By contrast, the Dominican order, a teaching order founded by St Dominic in 1215, to propagate and defend Christian doctrine, placed more emphasis on the use of reason and made extensive use of the new Aristotelian sources derived from the East and Moorish Spain. The great representatives of Dominican thinking in this period were Albertus Magnus and (especially) Thomas Aquinas, whose artful synthesis of Greek rationalism and Christian doctrine eventually came to define Catholic philosophy. Aquinas placed more emphasis on reason and argumentation, and was one of the first to use the new translation of Aristotle’s metaphysical and epistemological writing. This was a significant departure from the Neoplatonic and Augustinian thinking that had dominated much of early scholasticism. Aquinas showed how it was possible to incorporate much of the philosophy of Aristotle without falling into the errors of the Commentator, Averroes.
Following the Reformation, Calvinists largely adopted the scholastic method of theology, while differing regarding sources of authority and content of theology.
The revival and development from the second half of the 19th century of medieval scholastic philosophy is sometimes called neo-Thomism.
As J. A. Weisheipl O.P. emphasizes, within the Dominican Order Thomistic scholasticism has been continuous since the time of Aquinas: “Thomism was always alive in the Dominican Order, small as it was after the ravages of the Reformation, the French Revolution, and the Napoleonic occupation. Repeated legislation of the General Chapters, beginning after the death of St. Thomas, as well as the Constitutions of the Order, required all Dominicans to teach the doctrine of St. Thomas both in philosophy and in theology.”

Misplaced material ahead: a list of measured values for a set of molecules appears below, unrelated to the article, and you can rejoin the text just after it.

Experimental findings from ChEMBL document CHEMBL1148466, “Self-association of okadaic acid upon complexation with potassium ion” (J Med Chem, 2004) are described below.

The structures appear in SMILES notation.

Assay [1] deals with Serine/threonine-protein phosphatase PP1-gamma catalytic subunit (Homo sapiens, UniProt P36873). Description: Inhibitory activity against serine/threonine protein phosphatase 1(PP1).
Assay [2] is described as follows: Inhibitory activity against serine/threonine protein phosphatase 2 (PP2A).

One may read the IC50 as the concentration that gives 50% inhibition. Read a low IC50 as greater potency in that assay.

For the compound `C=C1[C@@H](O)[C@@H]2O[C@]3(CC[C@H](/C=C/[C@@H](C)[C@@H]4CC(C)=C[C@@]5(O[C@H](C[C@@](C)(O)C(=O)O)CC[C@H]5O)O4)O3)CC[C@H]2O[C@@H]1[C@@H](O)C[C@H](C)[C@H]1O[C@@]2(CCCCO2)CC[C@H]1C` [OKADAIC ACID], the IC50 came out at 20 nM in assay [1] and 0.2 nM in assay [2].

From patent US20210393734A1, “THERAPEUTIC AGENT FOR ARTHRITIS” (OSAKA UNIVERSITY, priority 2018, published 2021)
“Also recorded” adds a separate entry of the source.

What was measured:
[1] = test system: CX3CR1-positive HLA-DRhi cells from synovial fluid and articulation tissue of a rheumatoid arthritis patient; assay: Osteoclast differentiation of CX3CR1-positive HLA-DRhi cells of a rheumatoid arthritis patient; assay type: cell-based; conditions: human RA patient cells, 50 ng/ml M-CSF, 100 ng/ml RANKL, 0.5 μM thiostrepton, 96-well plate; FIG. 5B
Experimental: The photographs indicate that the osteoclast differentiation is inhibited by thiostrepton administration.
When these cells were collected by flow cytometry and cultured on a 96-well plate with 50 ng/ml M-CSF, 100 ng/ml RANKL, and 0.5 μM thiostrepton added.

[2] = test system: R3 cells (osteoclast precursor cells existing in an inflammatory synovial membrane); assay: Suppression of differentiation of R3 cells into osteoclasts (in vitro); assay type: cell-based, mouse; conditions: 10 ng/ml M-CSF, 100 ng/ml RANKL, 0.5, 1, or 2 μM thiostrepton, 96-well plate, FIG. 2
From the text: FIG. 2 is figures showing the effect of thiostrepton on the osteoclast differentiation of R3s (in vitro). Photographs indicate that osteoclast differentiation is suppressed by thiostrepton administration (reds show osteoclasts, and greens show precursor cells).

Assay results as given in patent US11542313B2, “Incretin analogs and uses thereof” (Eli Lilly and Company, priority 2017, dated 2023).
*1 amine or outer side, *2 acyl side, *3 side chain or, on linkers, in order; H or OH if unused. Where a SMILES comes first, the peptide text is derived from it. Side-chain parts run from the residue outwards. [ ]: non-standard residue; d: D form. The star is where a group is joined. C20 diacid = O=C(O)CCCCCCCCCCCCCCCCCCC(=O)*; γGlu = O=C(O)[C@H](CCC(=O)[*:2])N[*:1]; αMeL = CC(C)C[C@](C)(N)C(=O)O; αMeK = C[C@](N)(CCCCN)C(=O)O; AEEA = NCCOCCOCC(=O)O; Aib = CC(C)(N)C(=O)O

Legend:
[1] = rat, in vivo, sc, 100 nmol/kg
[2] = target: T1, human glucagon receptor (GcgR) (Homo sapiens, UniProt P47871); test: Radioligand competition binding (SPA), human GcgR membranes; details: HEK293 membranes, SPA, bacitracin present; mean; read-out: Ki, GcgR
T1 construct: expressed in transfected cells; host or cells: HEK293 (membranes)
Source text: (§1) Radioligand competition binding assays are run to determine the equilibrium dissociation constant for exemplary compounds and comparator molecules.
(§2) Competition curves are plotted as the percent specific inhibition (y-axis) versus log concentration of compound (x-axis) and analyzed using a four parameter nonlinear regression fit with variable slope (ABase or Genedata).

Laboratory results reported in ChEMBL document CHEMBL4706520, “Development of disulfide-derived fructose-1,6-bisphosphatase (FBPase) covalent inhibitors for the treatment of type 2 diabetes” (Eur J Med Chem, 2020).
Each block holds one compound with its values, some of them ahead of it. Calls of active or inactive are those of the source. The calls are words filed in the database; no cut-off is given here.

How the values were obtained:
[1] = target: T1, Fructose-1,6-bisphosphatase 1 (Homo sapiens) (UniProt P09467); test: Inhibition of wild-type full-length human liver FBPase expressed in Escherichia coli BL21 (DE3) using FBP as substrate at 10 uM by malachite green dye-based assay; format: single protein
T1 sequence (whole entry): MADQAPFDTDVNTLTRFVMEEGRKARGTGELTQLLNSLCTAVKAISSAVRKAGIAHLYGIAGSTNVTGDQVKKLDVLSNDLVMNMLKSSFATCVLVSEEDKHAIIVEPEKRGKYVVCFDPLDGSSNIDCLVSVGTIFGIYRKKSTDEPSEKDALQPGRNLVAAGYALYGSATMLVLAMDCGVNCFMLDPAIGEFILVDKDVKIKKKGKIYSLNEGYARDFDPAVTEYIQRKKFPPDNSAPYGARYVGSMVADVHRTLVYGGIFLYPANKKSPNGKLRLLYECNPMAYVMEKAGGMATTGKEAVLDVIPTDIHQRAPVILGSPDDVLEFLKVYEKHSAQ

Thomistic scholasticism or scholastic Thomism identifies with the philosophical and theological tradition stretching back to the time of St. Thomas. It focuses not only on exegesis of the historical Aquinas but also on the articulation of a rigorous system of orthodox Thomism to be used as an instrument of critique of contemporary thought. Due to its suspicion of attempts to harmonize Aquinas with non-Thomistic categories and assumptions, Scholastic Thomism has sometimes been called, according to philosophers like Edward Feser, “Strict Observance Thomism”. A discussion of recent and current Thomistic scholasticism can be found in La Metafisica di san Tommaso d’Aquino e i suoi interpreti (2002) by Battista Mondin, which includes such figures as Sofia Vanni Rovighi (1908–1990), Cornelio Fabro (1911–1995), Carlo Giacon (1900–1984), Tomas Tyn O.P. (1950–1990), Abelardo Lobato O.P. (1925–2012), Leo Elders (1926– ) and Giovanni Ventimiglia (1964– ) among others. Fabro in particular emphasizes Aquinas’ originality, especially with respect to the actus essendi or act of existence of finite beings by participating in being itself. Other scholars such as those involved with the “Progetto Tommaso” seek to establish an objective and universal reading of Aquinas’ texts.
Thomistic scholasticism in the English speaking world went into decline in the 1970s when the Thomistic revival that had been spearheaded by Jacques Maritain, Étienne Gilson, and others, diminished in influence. Partly, this was because this branch of Thomism had become a quest to understand the historical Aquinas after the Second Vatican Council.
A renewed interest in the “scholastic” way of doing philosophy has recently awoken in the confines of the analytic philosophy. Attempts emerged to combine elements of scholastic and analytic methodology in pursuit of a contemporary philosophical synthesis. Proponents of various incarnations of this approach include Anthony Kenny, Peter King, Thomas Williams or David Oderberg. Analytical Thomism can be seen as a pioneer part of this movement.